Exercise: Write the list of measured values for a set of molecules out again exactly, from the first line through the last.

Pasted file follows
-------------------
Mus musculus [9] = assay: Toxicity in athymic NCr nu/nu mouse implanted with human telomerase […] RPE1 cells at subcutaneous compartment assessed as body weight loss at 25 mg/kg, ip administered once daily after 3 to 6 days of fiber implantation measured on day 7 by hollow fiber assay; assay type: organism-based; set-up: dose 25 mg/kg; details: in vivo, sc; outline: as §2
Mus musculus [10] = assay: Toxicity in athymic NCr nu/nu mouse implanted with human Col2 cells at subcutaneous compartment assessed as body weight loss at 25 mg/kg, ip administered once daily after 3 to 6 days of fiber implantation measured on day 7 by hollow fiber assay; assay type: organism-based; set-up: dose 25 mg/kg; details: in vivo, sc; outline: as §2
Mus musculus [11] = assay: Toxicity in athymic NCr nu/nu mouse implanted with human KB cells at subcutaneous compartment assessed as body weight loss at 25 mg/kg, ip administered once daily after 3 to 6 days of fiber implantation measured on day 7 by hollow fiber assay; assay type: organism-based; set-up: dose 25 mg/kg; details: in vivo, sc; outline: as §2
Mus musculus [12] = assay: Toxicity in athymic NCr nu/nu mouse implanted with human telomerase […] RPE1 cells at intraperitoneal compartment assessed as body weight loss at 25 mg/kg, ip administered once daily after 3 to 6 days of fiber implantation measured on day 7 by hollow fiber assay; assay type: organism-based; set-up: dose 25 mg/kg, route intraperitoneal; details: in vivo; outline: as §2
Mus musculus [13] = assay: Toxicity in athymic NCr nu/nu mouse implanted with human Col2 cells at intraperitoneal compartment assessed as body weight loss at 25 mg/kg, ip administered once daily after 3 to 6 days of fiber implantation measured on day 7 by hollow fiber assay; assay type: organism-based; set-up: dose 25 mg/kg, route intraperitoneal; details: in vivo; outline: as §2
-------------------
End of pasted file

Mus musculus [9] = assay: Toxicity in athymic NCr nu/nu mouse implanted with human telomerase […] RPE1 cells at subcutaneous compartment assessed as body weight loss at 25 mg/kg, ip administered once daily after 3 to 6 days of fiber implantation measured on day 7 by hollow fiber assay; assay type: organism-based; set-up: dose 25 mg/kg; details: in vivo, sc; outline: as §2
Mus musculus [10] = assay: Toxicity in athymic NCr nu/nu mouse implanted with human Col2 cells at subcutaneous compartment assessed as body weight loss at 25 mg/kg, ip administered once daily after 3 to 6 days of fiber implantation measured on day 7 by hollow fiber assay; assay type: organism-based; set-up: dose 25 mg/kg; details: in vivo, sc; outline: as §2
Mus musculus [11] = assay: Toxicity in athymic NCr nu/nu mouse implanted with human KB cells at subcutaneous compartment assessed as body weight loss at 25 mg/kg, ip administered once daily after 3 to 6 days of fiber implantation measured on day 7 by hollow fiber assay; assay type: organism-based; set-up: dose 25 mg/kg; details: in vivo, sc; outline: as §2
Mus musculus [12] = assay: Toxicity in athymic NCr nu/nu mouse implanted with human telomerase […] RPE1 cells at intraperitoneal compartment assessed as body weight loss at 25 mg/kg, ip administered once daily after 3 to 6 days of fiber implantation measured on day 7 by hollow fiber assay; assay type: organism-based; set-up: dose 25 mg/kg, route intraperitoneal; details: in vivo; outline: as §2
Mus musculus [13] = assay: Toxicity in athymic NCr nu/nu mouse implanted with human Col2 cells at intraperitoneal compartment assessed as body weight loss at 25 mg/kg, ip administered once daily after 3 to 6 days of fiber implantation measured on day 7 by hollow fiber assay; assay type: organism-based; set-up: dose 25 mg/kg, route intraperitoneal; details: in vivo; outline: as §2